Security vendor Kaspersky has published details of an advanced persistent threat (APT) that exploits a zero-day vulnerability in Adobe Flash to download the FinFisher surveillance kit.
The threat starts with phishing email that delivers an infected RTF or other Office file. Opeing this triggers an exploit that utilises the Flash zero-day to download FinFisher, which is then used to exfiltrate data and monitor activity on the infected Windows machine.
Anglo-German firm Gamma International sells FinFisher and other surveillance software and exploits to nefarious regimes including Angola, Saudi Arabia and Venezuela. The company was itself hacked in 2014, and many of its secrets were uploaded to the internet. However, says Kaspersky, the perpetrator of the latest APT seems to be a group known as "BlackOasis", one of Gamma's "legitimate" customers. It uses the latest version of FinFisher.
Kaspersky says it has been tracking the activities of BlackOasis since May 2016 and that it has deployed similar methods a number of times since then. The same command and control servers were used in the attacks and their modus operandi are similar.
The group's targets include senior figures in the UN, think tank members, opposition bloggers and activists and journalists, mostly in the Middle East but also in the UK, Russia, Afghanistan, Nigeria, Libya, Netherlands and Angola. Oil seems to be a common factor linking many of the targets.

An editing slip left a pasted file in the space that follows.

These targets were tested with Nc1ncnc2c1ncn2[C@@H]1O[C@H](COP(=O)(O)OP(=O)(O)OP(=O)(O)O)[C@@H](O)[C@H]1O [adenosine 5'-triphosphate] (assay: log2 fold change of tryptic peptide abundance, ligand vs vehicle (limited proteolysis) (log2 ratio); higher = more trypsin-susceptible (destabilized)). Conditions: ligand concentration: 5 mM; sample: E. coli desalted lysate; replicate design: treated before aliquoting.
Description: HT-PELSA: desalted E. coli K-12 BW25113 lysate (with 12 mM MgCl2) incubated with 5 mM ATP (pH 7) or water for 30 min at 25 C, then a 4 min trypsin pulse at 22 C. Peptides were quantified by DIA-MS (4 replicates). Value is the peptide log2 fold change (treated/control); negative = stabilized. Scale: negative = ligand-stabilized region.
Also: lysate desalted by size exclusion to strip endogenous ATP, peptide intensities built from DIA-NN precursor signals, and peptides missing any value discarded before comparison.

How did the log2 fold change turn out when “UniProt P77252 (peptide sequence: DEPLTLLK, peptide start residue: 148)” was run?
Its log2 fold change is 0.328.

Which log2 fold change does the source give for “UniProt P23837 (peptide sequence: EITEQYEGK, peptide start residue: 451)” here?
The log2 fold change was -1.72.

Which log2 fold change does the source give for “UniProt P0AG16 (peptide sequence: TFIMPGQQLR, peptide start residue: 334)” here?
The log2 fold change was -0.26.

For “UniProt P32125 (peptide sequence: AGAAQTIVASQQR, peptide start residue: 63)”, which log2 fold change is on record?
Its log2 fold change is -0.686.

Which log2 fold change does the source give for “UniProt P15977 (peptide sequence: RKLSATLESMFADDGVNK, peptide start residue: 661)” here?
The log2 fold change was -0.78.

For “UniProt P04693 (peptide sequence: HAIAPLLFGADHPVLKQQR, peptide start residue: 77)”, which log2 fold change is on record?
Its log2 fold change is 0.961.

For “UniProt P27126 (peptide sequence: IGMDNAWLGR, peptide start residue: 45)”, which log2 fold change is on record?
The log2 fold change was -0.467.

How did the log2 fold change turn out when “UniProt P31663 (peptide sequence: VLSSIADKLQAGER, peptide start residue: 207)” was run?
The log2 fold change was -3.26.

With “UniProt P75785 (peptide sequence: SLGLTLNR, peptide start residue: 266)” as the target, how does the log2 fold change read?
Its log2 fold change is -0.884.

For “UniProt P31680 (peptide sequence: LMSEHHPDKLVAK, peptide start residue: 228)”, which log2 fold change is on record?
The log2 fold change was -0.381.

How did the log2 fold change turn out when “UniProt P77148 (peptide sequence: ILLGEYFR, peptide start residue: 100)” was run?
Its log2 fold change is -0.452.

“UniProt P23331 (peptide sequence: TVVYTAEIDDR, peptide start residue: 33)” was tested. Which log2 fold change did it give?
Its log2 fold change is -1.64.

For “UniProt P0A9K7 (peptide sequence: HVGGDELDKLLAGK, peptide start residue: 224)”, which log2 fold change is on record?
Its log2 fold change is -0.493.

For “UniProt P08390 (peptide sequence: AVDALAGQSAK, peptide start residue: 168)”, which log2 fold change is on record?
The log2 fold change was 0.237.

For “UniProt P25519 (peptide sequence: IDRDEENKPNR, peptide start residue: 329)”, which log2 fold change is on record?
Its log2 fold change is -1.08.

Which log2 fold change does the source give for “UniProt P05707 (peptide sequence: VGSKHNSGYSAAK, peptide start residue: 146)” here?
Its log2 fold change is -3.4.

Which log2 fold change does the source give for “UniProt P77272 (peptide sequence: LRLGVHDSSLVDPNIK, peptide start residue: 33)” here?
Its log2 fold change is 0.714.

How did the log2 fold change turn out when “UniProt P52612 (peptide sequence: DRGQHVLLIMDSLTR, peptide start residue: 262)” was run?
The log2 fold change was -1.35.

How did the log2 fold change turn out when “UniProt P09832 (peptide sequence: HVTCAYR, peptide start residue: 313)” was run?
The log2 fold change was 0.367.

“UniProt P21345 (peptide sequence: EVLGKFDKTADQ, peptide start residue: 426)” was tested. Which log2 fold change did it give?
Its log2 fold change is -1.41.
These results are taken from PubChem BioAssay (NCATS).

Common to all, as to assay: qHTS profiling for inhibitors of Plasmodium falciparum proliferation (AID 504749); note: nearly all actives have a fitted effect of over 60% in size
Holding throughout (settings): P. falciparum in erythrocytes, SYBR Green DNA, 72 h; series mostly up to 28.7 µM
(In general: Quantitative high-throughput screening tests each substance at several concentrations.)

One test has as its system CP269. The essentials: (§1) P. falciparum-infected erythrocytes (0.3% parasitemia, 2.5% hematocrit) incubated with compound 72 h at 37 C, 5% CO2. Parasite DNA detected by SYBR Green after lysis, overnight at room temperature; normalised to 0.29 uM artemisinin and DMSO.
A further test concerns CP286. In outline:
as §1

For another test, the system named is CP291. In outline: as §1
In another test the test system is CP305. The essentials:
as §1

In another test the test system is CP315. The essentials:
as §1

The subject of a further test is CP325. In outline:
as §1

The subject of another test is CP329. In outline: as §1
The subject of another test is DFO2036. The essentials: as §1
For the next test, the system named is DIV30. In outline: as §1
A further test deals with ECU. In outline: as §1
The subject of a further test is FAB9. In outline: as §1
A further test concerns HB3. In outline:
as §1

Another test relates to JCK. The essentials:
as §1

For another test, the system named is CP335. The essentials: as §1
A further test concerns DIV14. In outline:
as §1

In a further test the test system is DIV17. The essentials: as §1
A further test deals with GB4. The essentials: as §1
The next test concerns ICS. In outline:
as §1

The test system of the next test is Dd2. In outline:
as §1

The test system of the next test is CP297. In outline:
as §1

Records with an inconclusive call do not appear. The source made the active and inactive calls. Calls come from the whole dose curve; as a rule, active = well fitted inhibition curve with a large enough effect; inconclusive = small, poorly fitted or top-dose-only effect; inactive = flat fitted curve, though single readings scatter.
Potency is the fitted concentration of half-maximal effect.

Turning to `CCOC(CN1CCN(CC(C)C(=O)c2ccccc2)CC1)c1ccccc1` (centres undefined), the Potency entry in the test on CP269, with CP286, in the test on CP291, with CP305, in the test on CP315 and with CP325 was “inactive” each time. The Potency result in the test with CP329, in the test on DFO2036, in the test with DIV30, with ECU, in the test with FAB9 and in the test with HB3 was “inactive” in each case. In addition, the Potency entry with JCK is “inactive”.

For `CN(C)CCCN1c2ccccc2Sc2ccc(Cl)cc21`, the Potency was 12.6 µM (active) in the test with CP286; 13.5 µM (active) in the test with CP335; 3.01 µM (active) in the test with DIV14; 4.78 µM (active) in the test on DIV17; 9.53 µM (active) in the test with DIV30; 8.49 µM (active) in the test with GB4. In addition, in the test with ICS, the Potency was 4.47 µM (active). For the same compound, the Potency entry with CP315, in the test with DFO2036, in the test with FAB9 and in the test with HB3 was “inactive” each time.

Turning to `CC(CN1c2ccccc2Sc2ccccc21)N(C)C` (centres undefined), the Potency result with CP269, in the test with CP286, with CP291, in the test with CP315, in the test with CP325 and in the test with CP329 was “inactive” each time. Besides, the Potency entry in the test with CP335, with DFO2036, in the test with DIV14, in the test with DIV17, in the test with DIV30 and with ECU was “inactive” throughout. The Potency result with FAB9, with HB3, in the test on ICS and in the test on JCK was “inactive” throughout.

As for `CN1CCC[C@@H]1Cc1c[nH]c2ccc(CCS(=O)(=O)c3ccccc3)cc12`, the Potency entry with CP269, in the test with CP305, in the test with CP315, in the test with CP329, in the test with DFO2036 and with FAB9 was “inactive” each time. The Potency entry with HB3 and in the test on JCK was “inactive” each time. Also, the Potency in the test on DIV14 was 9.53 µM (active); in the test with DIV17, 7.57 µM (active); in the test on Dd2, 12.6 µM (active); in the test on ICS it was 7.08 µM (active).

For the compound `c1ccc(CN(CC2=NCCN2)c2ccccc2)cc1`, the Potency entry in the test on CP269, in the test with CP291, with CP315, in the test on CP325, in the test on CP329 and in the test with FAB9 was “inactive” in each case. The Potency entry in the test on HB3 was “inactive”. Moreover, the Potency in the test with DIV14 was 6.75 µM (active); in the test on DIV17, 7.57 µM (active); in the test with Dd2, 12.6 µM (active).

The attack begins with the delivery of an Office document, presumably in this instance via e-mail," says Kaspersky. "Embedded within the document is an ActiveX object which contains the Flash exploit."
The Flash object contains an ActionScript which is responsible for extracting the malware which then attacks a memory corruption vulnerability.
If this exploit is successful, "it will gain arbitrary read / write operations within memory, thus allowing it to execute a second stage shellcode," Kaspersky continues, adding that the first stage shellcode is designed "to avoid detection by antivirus products looking for large NOP blocks inside Flash files".
This second stage payload is the FinFisher software which is injected into the Windows login process. Once active it communicates with three command and control servers which are used to exfiltrate information from the infected machine and to monitor activity on it.
Kaspersky says it is aware of one incident in which the APT has been used, in this case to attack one of its customers. It advises organisations and individuals to disable Flash where possible and to deploy a "multi-layered approach including access policies, anti-virus, network monitoring and whitelisting" to protect against similar attacks.
Kaspersky itself was the subject of a hacking story when it was apparently compromised by Israeli intelligence, who claimed to have found NSA malware on the firm's network. In the US many customers have cut ties with the company over alleged links to the Kremlin.
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